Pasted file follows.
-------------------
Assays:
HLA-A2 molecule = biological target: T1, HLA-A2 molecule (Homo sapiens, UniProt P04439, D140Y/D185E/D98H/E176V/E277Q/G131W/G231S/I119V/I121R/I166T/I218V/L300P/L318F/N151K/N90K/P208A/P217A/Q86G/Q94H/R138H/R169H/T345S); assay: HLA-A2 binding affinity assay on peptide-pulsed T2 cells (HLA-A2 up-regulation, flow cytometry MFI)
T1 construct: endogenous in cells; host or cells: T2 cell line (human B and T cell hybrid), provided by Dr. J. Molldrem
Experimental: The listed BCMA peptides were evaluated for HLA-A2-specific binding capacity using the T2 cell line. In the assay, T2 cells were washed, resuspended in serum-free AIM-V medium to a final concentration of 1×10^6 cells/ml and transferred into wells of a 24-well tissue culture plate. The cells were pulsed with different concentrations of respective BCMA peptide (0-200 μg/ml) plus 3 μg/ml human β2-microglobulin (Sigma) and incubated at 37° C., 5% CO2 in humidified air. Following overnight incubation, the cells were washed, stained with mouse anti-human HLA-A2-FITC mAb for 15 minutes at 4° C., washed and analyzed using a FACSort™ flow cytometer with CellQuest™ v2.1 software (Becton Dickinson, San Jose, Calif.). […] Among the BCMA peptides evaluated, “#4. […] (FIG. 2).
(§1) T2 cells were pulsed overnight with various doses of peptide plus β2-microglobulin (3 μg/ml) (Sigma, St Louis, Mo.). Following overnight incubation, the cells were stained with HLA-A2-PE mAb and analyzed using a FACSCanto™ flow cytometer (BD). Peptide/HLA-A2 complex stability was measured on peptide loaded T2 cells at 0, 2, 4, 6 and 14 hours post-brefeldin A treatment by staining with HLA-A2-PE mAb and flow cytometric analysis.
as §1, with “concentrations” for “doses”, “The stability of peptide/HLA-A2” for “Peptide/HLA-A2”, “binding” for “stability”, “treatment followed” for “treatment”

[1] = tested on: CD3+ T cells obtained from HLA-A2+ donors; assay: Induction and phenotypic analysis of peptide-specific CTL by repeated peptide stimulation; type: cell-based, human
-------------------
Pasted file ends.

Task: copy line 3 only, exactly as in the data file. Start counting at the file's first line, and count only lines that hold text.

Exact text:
T1 construct: endogenous in cells; host or cells: T2 cell line (human B and T cell hybrid), provided by Dr. J. Molldrem